Some stories have “legs” as they say in journalism, meaning they beget many other stories and reader interest long after the original article is published.
Other stories are kept alive for journalists by those who advocate for them.
With the recent death of Sam Fitzpatrick’s mom Christine Tamburri last month, Fitzpatrick’s family friend Mike Pearson is calling on this newspaper, and the community, to keep his memory alive.
And we must.
Squamish’s Fitzpatrick was killed by a falling boulder on a Peter Kiewit Sons (Kiewit Corporation) worksite on Feb. 22, 2009.
The 24-year-old was working as a rock scaler on a private power project at Toba Inlet when he died.
Sadly, both of his parents — and stepfather — who lobbied for answers and accountability in their son’s death are now also gone.
His brother, who was also working at the site and saw it all happen understandably doesn’t speak publicly about his brother’s death, and shouldn’t have to.
His father, Brian Fitzpatrick, worked tirelessly until his own death in 2017 to get answers about his son’s accident. When he died, Tamburri took up the mantle, speaking to the media to keep the spotlight shining on her son, even as she battled the cancer that eventually took her life. Tamburri, 65, died last month at home in Squamish.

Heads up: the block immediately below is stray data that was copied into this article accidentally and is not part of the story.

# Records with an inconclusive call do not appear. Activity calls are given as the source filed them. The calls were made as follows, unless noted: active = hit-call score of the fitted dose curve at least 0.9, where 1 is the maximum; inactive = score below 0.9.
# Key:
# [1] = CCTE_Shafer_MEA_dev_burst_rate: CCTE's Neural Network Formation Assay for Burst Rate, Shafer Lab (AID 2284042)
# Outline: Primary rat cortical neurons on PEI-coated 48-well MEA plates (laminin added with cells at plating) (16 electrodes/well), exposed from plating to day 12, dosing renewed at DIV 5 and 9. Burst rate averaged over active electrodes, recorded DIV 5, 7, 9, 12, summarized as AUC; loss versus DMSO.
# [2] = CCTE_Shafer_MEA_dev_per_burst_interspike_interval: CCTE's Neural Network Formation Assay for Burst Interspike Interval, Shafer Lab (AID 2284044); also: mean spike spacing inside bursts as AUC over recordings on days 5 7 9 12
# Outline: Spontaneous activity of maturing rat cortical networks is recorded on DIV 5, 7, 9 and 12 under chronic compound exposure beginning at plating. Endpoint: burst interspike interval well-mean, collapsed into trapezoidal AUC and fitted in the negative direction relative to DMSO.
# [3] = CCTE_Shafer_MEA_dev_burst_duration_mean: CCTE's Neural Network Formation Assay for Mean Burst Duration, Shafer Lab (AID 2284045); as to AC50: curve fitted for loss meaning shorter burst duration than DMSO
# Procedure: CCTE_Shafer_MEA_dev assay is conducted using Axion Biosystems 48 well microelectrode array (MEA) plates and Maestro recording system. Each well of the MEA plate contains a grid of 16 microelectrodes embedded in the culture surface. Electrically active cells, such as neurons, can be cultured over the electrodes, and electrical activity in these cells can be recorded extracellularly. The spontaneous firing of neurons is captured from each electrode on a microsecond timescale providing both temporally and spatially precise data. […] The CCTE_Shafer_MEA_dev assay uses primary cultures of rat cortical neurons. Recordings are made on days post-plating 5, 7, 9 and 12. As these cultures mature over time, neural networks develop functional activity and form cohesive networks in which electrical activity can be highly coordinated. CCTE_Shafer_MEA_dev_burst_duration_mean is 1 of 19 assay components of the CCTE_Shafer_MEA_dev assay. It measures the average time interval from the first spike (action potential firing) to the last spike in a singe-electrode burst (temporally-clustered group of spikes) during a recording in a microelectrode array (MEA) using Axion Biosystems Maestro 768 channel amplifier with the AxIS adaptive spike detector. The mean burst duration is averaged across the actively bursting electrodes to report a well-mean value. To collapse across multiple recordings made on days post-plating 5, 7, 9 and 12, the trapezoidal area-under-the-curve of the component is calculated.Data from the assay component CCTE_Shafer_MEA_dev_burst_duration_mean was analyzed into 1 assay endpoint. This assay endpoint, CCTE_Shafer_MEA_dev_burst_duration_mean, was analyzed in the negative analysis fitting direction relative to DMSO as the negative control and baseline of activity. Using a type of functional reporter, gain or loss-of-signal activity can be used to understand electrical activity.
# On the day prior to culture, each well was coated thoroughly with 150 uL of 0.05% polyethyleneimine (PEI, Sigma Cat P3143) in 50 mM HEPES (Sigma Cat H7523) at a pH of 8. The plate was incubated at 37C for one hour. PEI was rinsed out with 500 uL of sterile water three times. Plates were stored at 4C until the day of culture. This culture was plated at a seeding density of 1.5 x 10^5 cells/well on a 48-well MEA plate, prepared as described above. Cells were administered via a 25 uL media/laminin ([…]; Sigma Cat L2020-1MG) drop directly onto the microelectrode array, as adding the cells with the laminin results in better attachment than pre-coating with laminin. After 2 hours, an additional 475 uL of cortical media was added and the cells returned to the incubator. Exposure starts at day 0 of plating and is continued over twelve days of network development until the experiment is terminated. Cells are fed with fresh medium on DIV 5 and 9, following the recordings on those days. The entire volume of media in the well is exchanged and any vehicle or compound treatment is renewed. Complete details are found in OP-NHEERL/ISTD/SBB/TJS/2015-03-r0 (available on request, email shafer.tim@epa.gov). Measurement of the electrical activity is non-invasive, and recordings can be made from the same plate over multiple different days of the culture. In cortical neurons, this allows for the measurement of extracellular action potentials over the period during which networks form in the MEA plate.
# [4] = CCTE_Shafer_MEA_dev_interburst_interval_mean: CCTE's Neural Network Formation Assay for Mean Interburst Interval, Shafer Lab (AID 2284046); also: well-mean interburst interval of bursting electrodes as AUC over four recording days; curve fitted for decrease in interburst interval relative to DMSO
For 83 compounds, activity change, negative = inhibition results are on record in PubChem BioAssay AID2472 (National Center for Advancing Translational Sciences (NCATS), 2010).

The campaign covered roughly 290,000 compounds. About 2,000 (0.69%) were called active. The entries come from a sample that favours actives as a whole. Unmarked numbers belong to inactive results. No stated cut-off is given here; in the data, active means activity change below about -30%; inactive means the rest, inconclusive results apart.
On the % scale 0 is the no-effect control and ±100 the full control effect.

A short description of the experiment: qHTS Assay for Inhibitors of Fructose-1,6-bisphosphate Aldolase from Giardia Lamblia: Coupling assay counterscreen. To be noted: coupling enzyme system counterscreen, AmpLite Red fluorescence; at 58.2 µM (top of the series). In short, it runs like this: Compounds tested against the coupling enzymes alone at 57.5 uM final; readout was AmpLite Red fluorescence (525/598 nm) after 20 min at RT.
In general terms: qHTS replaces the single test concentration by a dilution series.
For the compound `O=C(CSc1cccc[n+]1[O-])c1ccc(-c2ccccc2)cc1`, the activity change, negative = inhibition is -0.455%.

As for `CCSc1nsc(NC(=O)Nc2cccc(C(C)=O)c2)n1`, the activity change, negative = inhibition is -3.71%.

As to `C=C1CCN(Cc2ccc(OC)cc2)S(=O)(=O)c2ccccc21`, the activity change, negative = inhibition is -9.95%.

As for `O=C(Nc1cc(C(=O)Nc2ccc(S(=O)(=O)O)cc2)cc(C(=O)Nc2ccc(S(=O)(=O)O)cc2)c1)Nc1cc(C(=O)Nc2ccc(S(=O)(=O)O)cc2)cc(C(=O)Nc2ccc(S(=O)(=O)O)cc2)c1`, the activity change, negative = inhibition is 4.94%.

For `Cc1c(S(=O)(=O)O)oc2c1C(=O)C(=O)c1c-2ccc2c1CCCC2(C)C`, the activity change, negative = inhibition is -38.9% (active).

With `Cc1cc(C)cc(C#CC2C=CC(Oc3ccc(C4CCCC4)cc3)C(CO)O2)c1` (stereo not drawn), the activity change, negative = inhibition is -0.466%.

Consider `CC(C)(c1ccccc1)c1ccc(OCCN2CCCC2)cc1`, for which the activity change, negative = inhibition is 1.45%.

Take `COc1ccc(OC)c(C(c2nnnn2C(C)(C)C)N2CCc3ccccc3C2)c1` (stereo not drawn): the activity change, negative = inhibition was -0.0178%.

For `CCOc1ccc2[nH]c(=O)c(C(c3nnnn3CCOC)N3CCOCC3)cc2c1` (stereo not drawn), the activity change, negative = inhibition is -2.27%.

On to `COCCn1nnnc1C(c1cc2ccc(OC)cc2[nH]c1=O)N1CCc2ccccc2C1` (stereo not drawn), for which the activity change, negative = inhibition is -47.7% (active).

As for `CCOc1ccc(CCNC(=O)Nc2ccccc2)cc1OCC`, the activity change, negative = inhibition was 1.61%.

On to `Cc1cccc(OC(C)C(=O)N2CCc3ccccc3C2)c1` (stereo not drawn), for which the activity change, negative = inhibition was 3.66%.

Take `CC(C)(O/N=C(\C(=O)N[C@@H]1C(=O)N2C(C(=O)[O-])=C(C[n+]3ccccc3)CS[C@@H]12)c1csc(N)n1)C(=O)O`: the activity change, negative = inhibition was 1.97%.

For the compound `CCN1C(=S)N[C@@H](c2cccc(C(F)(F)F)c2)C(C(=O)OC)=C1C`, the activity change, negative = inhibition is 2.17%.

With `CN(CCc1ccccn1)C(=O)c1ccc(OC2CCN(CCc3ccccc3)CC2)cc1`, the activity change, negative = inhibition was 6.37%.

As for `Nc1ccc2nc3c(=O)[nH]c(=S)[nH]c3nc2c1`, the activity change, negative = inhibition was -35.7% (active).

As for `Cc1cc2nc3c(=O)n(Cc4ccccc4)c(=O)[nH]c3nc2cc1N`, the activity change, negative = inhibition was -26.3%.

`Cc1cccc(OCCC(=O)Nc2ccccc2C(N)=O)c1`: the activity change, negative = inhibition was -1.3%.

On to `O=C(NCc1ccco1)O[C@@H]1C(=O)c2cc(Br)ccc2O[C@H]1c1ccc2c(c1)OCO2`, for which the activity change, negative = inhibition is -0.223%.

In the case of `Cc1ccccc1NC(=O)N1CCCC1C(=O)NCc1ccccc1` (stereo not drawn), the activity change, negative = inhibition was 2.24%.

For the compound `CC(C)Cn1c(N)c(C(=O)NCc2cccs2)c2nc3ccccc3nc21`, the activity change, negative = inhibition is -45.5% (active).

Kiewit Corporation, North America’s largest construction and engineering company, faces charges of criminal negligence over Fitzpatrick’s death in court this fall. (Of course, these charges of alleged negligence have yet to be proven in court.)
It is a groundbreaking case that could have long-lasting ramifications for corporations and workers alike. It asks how responsible a company is for a worker who dies on the job. It has national significance in that it is a test of the 2004 Westray law, which established new legal obligations for workplace safety.
Pearson, 60, promised Fitzpatrick’s dad he would stick with the story until “the last man standing.” And so he devotes his time to that cause.
Though we are a more tourist-based place than we were when Fitzpatrick died, the death of a worker on the job should still strike at the heart of this town. Not only for those who knew Fitzpatrick and his family, but also for those who respect the industrial backbone of this place.
Fitzpatrick is a symbol of all fallen workers. Whatever the outcome of the court case, everyone agrees it is a tragedy when a young worker doesn’t make it home from the job.
Let’s pick up the torch that Pearson carries and Fitzpatrick’s parents have passed on.
His parents can rest now, Squamish will remember.